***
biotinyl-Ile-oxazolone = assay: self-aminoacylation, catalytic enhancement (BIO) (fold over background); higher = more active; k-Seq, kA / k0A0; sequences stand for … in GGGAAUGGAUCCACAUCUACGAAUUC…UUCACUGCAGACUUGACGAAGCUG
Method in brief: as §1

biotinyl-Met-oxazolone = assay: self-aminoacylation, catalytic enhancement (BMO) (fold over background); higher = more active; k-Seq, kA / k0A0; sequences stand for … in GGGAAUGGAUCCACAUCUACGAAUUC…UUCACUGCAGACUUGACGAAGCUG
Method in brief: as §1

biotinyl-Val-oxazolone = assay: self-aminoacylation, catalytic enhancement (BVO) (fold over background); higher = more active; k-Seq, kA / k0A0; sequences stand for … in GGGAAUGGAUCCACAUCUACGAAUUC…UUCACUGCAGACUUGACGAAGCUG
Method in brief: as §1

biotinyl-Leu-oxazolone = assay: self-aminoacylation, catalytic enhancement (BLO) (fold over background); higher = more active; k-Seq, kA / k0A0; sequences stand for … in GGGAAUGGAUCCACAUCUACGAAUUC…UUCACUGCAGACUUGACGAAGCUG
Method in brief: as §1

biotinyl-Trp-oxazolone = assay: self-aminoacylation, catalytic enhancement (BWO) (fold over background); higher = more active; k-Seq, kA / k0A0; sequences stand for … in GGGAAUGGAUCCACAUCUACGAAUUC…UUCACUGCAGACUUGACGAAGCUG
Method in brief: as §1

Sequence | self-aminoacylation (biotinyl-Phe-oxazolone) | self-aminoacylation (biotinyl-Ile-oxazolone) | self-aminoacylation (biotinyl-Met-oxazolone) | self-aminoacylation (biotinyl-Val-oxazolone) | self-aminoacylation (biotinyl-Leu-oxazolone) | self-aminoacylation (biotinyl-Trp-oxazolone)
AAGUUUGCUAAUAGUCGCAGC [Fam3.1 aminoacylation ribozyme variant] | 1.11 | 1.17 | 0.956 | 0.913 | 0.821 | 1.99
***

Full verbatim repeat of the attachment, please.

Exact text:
biotinyl-Ile-oxazolone = assay: self-aminoacylation, catalytic enhancement (BIO) (fold over background); higher = more active; k-Seq, kA / k0A0; sequences stand for … in GGGAAUGGAUCCACAUCUACGAAUUC…UUCACUGCAGACUUGACGAAGCUG
Method in brief: as §1

biotinyl-Met-oxazolone = assay: self-aminoacylation, catalytic enhancement (BMO) (fold over background); higher = more active; k-Seq, kA / k0A0; sequences stand for … in GGGAAUGGAUCCACAUCUACGAAUUC…UUCACUGCAGACUUGACGAAGCUG
Method in brief: as §1

biotinyl-Val-oxazolone = assay: self-aminoacylation, catalytic enhancement (BVO) (fold over background); higher = more active; k-Seq, kA / k0A0; sequences stand for … in GGGAAUGGAUCCACAUCUACGAAUUC…UUCACUGCAGACUUGACGAAGCUG
Method in brief: as §1

biotinyl-Leu-oxazolone = assay: self-aminoacylation, catalytic enhancement (BLO) (fold over background); higher = more active; k-Seq, kA / k0A0; sequences stand for … in GGGAAUGGAUCCACAUCUACGAAUUC…UUCACUGCAGACUUGACGAAGCUG
Method in brief: as §1

biotinyl-Trp-oxazolone = assay: self-aminoacylation, catalytic enhancement (BWO) (fold over background); higher = more active; k-Seq, kA / k0A0; sequences stand for … in GGGAAUGGAUCCACAUCUACGAAUUC…UUCACUGCAGACUUGACGAAGCUG
Method in brief: as §1

Sequence | self-aminoacylation (biotinyl-Phe-oxazolone) | self-aminoacylation (biotinyl-Ile-oxazolone) | self-aminoacylation (biotinyl-Met-oxazolone) | self-aminoacylation (biotinyl-Val-oxazolone) | self-aminoacylation (biotinyl-Leu-oxazolone) | self-aminoacylation (biotinyl-Trp-oxazolone)
AAGUUUGCUAAUAGUCGCAGC [Fam3.1 aminoacylation ribozyme variant] | 1.11 | 1.17 | 0.956 | 0.913 | 0.821 | 1.99